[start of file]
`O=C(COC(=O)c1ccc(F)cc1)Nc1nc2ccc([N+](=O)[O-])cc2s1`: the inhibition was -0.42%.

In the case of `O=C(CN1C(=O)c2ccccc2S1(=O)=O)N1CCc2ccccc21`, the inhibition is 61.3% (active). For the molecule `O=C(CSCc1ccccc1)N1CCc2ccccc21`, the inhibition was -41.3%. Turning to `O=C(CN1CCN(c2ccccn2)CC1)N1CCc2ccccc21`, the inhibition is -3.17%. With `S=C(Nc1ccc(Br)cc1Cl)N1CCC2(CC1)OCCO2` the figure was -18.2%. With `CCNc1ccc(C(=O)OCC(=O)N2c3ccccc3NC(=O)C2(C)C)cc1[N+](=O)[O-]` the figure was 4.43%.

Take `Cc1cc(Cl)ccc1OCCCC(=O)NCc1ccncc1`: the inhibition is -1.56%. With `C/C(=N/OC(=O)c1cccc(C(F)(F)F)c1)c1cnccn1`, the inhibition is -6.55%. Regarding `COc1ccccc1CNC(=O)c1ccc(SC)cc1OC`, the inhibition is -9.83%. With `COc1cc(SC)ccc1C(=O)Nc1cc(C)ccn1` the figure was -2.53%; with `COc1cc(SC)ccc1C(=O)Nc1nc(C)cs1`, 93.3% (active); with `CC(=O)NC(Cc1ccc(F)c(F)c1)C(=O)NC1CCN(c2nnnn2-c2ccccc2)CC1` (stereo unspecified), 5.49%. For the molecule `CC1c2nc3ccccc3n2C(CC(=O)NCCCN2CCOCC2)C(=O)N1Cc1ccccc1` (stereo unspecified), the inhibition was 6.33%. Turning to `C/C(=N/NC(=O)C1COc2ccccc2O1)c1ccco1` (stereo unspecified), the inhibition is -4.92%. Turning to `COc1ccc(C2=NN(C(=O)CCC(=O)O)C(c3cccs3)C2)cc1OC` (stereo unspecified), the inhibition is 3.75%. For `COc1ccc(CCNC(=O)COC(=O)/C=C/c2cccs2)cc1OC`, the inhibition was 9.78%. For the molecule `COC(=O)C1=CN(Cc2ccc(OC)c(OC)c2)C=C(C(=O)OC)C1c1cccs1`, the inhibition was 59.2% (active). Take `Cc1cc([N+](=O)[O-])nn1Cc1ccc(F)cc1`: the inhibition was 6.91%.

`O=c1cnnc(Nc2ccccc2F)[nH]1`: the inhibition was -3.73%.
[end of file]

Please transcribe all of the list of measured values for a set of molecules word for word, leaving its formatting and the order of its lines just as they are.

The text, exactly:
`O=C(COC(=O)c1ccc(F)cc1)Nc1nc2ccc([N+](=O)[O-])cc2s1`: the inhibition was -0.42%.

In the case of `O=C(CN1C(=O)c2ccccc2S1(=O)=O)N1CCc2ccccc21`, the inhibition is 61.3% (active). For the molecule `O=C(CSCc1ccccc1)N1CCc2ccccc21`, the inhibition was -41.3%. Turning to `O=C(CN1CCN(c2ccccn2)CC1)N1CCc2ccccc21`, the inhibition is -3.17%. With `S=C(Nc1ccc(Br)cc1Cl)N1CCC2(CC1)OCCO2` the figure was -18.2%. With `CCNc1ccc(C(=O)OCC(=O)N2c3ccccc3NC(=O)C2(C)C)cc1[N+](=O)[O-]` the figure was 4.43%.

Take `Cc1cc(Cl)ccc1OCCCC(=O)NCc1ccncc1`: the inhibition is -1.56%. With `C/C(=N/OC(=O)c1cccc(C(F)(F)F)c1)c1cnccn1`, the inhibition is -6.55%. Regarding `COc1ccccc1CNC(=O)c1ccc(SC)cc1OC`, the inhibition is -9.83%. With `COc1cc(SC)ccc1C(=O)Nc1cc(C)ccn1` the figure was -2.53%; with `COc1cc(SC)ccc1C(=O)Nc1nc(C)cs1`, 93.3% (active); with `CC(=O)NC(Cc1ccc(F)c(F)c1)C(=O)NC1CCN(c2nnnn2-c2ccccc2)CC1` (stereo unspecified), 5.49%. For the molecule `CC1c2nc3ccccc3n2C(CC(=O)NCCCN2CCOCC2)C(=O)N1Cc1ccccc1` (stereo unspecified), the inhibition was 6.33%. Turning to `C/C(=N/NC(=O)C1COc2ccccc2O1)c1ccco1` (stereo unspecified), the inhibition is -4.92%. Turning to `COc1ccc(C2=NN(C(=O)CCC(=O)O)C(c3cccs3)C2)cc1OC` (stereo unspecified), the inhibition is 3.75%. For `COc1ccc(CCNC(=O)COC(=O)/C=C/c2cccs2)cc1OC`, the inhibition was 9.78%. For the molecule `COC(=O)C1=CN(Cc2ccc(OC)c(OC)c2)C=C(C(=O)OC)C1c1cccs1`, the inhibition was 59.2% (active). Take `Cc1cc([N+](=O)[O-])nn1Cc1ccc(F)cc1`: the inhibition was 6.91%.

`O=c1cnnc(Nc2ccccc2F)[nH]1`: the inhibition was -3.73%.